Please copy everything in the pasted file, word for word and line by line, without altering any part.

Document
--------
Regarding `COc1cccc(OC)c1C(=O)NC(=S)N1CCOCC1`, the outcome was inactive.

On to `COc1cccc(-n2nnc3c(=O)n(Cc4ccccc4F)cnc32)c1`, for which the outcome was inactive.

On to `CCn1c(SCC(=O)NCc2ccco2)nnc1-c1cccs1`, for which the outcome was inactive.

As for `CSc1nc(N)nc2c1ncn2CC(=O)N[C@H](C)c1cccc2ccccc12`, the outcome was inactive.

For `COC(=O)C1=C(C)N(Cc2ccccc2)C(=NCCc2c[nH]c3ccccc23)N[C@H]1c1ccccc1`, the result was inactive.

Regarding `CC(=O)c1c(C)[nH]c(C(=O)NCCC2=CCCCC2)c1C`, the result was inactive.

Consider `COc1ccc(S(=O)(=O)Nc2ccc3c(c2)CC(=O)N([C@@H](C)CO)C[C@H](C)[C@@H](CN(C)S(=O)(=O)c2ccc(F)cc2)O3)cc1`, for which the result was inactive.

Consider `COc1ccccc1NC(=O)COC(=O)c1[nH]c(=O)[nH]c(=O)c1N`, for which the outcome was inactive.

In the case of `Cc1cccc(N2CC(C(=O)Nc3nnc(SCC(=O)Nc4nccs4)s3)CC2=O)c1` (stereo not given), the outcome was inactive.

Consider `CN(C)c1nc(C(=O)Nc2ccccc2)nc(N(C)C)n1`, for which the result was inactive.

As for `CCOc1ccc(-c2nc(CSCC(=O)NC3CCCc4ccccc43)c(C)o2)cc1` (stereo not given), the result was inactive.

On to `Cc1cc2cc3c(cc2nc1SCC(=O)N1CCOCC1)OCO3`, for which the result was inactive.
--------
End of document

Regarding `COc1cccc(OC)c1C(=O)NC(=S)N1CCOCC1`, the outcome was inactive.

On to `COc1cccc(-n2nnc3c(=O)n(Cc4ccccc4F)cnc32)c1`, for which the outcome was inactive.

On to `CCn1c(SCC(=O)NCc2ccco2)nnc1-c1cccs1`, for which the outcome was inactive.

As for `CSc1nc(N)nc2c1ncn2CC(=O)N[C@H](C)c1cccc2ccccc12`, the outcome was inactive.

For `COC(=O)C1=C(C)N(Cc2ccccc2)C(=NCCc2c[nH]c3ccccc23)N[C@H]1c1ccccc1`, the result was inactive.

Regarding `CC(=O)c1c(C)[nH]c(C(=O)NCCC2=CCCCC2)c1C`, the result was inactive.

Consider `COc1ccc(S(=O)(=O)Nc2ccc3c(c2)CC(=O)N([C@@H](C)CO)C[C@H](C)[C@@H](CN(C)S(=O)(=O)c2ccc(F)cc2)O3)cc1`, for which the result was inactive.

Consider `COc1ccccc1NC(=O)COC(=O)c1[nH]c(=O)[nH]c(=O)c1N`, for which the outcome was inactive.

In the case of `Cc1cccc(N2CC(C(=O)Nc3nnc(SCC(=O)Nc4nccs4)s3)CC2=O)c1` (stereo not given), the outcome was inactive.

Consider `CN(C)c1nc(C(=O)Nc2ccccc2)nc(N(C)C)n1`, for which the result was inactive.

As for `CCOc1ccc(-c2nc(CSCC(=O)NC3CCCc4ccccc43)c(C)o2)cc1` (stereo not given), the result was inactive.

On to `Cc1cc2cc3c(cc2nc1SCC(=O)N1CCOCC1)OCO3`, for which the result was inactive.